Over the past year, I have spent a lot of time as a hospital inpatient. No matter what the reason is for their admission, when someone is hospitalized they face a growing threat that spreads quickly: an infection known as clostridium difficile, or C. diff.
What is C. diff and how is it diagnosed?
C. diff is a highly contagious bacterial infection that attacks the colon. Its primary symptoms are severe diarrhea, abdominal pain, nausea, loss of appetite, and fever. Risk factors for developing C. diff include recent antibiotic use, being immunocompromised, and hospitalizations. It’s easily transmitted by direct contact. Crohn’s disease is an autoimmune disease and it’s treated with immunosuppressants, so those of us with Crohn’s have a higher risk of contracting C. diff.
Unfortunately, the symptoms of C. diff mimic many common Crohn’s symptoms. Early detection is crucial because undiagnosed C. diff can become very serious and in some cases can be lethal. Doctors usually err on the side of caution if they suspect C. diff and order tests to rule it out. Testing for C. diff includes bloodwork and a stool sample. If a positive result comes back, antibiotics are started immediately. Sometimes hospitalization is required to administer IV antibiotics and fluids to avoid dehydration.
Once you have had C. diff, you are more likely to contract the infection again. I had my first experience with C. diff at age 19. I had three risks factors at the time: a five-week hospital stay, recent IV antibiotics, and an immunodeficiency disorder called hypogammaglobulinemia. The first signs I experienced were increased nausea and the onset of diarrhea. After a couple of days, the diarrhea stopped and my abdomen became distended. My abdominal distention worsened and my doctors feared that the pressure in my colon would cause a perforation. A gastroenterologist performed a sigmoidoscopy to relieve the pressure. The doctor took some samples for testing and they came back positive for C. diff.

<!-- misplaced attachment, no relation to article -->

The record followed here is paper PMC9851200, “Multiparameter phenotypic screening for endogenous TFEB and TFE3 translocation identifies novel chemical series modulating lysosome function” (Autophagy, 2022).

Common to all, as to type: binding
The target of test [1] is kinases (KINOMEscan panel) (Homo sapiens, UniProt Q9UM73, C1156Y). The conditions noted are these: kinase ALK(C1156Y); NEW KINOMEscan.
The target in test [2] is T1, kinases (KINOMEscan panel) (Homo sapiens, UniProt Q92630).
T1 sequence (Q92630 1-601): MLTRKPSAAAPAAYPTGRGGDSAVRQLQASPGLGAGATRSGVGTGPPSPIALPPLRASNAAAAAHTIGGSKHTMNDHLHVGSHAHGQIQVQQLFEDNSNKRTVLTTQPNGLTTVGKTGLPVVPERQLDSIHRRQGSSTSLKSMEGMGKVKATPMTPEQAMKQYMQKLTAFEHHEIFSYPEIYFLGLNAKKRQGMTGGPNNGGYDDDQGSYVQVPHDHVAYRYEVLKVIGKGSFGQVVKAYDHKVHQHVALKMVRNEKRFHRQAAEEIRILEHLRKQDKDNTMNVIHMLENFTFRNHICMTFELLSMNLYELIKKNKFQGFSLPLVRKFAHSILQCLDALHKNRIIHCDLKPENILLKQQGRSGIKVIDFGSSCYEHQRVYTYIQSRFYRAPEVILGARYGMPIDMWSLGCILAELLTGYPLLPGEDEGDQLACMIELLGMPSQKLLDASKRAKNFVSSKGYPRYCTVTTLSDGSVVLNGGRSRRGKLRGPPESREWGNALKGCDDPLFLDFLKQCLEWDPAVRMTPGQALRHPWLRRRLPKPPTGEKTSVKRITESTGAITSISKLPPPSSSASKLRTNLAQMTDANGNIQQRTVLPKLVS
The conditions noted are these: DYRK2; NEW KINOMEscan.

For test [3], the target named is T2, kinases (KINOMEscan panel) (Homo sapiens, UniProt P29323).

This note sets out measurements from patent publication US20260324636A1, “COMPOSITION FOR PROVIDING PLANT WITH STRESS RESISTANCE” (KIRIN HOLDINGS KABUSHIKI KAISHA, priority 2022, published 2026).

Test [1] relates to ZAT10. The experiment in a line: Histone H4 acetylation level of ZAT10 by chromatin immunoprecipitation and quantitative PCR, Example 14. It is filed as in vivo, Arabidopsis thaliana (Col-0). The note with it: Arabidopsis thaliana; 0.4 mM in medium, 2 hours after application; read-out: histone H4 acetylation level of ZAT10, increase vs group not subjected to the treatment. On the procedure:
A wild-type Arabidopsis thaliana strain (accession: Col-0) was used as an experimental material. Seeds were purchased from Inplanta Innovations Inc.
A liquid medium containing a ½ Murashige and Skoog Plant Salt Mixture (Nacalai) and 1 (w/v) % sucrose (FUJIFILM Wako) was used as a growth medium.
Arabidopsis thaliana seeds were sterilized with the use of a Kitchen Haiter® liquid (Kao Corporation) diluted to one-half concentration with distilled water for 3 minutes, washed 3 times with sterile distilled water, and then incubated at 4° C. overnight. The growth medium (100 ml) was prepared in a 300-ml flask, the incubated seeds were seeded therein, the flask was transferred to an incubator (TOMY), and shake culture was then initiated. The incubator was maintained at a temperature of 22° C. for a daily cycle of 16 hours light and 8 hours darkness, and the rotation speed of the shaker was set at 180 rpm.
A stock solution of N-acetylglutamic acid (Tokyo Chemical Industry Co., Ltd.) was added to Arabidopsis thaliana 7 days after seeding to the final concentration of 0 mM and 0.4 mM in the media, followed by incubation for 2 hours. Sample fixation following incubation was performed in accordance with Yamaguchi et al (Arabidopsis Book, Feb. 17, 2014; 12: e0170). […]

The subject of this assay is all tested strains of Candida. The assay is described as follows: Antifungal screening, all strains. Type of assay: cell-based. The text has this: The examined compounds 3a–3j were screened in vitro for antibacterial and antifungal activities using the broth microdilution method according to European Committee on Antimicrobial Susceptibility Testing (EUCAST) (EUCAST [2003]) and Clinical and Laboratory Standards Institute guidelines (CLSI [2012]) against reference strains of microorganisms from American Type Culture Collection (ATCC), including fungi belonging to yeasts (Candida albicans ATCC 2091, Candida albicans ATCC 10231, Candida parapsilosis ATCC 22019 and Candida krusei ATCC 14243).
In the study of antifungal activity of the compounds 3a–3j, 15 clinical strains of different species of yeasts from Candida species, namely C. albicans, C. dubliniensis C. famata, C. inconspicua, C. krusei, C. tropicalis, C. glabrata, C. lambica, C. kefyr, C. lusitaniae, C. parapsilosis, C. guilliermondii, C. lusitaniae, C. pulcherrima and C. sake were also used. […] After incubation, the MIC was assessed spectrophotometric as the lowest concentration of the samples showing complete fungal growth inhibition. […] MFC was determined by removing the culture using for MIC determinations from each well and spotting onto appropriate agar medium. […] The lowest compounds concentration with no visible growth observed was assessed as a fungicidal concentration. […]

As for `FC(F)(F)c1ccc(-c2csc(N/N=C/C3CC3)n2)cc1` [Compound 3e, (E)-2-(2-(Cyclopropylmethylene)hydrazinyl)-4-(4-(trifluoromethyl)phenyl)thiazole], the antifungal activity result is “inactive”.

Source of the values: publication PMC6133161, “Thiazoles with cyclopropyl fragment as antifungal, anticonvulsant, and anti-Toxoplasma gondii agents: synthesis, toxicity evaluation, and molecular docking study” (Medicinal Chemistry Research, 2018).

I was immediately started on IV antibiotics and told I was incredibly lucky that my colon did not rupture. A few days after starting the antibiotics, I was feeling much better. I was discharged and continued with a course of antibiotics for about 10 days. Having read up on C. diff, I asked why my colon seemed to shut down. My doctor told me that once the infection has set in, symptoms can either worsen or the digestive system can stop working altogether.
Since my first experience, I have contracted C. diff a couple more times, usually as a consequence of prolonged hospital stays and frequent courses of antibiotics. Because of my history, whenever I notice that I need to make more trips to the restroom than usual, my gastroenterologist orders tests for C. diff. Though it can be a hassle and a little embarrassing to collect and submit stool samples, it beats the dangers of having undiagnosed C. diff.
Note: IBD News Today is strictly a news and information website about the disease. It does not provide medical advice, diagnosis, or treatment. This content is not intended to be a substitute for professional medical advice, diagnosis, or treatment. Always seek the advice of your physician or other qualified health providers with any questions you may have regarding a medical condition. Never disregard professional medical advice or delay in seeking it because of something you have read on this website. The opinions expressed in this column are not those of IBD News Today, or its parent company, BioNews Services, and are intended to spark discussion about issues pertaining to IBD.
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